Hundreds of people attended a funeral service for a bottlenose dolphin which befriended, and sometimes annoyed, swimmers at beaches on the east coast of New Zealand's North Island.
The body of Moko the dolphin, contained in a blue coffin bedecked with flowers, was carried in a funeral procession through the seaside town of Whakatane before a public service in the town centre.
For three years, the playful teenage dolphin was a familiar sight around the beaches of the east coast city of Gisborne, where he swam among beach-goers and stole balls and surfboards.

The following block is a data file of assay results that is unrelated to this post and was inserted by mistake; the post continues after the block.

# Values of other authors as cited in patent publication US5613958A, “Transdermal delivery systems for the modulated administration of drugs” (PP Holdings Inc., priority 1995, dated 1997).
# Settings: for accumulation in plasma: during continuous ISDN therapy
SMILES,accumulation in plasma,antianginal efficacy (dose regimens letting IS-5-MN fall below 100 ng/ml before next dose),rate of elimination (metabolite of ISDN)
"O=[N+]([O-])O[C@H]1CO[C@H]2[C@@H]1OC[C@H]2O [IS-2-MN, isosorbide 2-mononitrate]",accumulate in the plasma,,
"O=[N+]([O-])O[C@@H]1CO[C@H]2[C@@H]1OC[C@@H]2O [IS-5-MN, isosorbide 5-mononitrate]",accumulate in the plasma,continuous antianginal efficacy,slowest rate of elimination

Moko was also known for pushing surfers out to sea, even leaving one woman stranded on a sea buoy when he stole her surfboard.
Moko's body was found a week ago on a beach on Matakana Island. His casket was kept overnight at a marae, or meeting house for local indigenous Maori, who had contested the right to determine how and where Moko should be buried.
Sand from his gravesite will be exchanged with sand from the Mahia peninsula on the North Island, which local Maori say will convey his spirit to the mainland.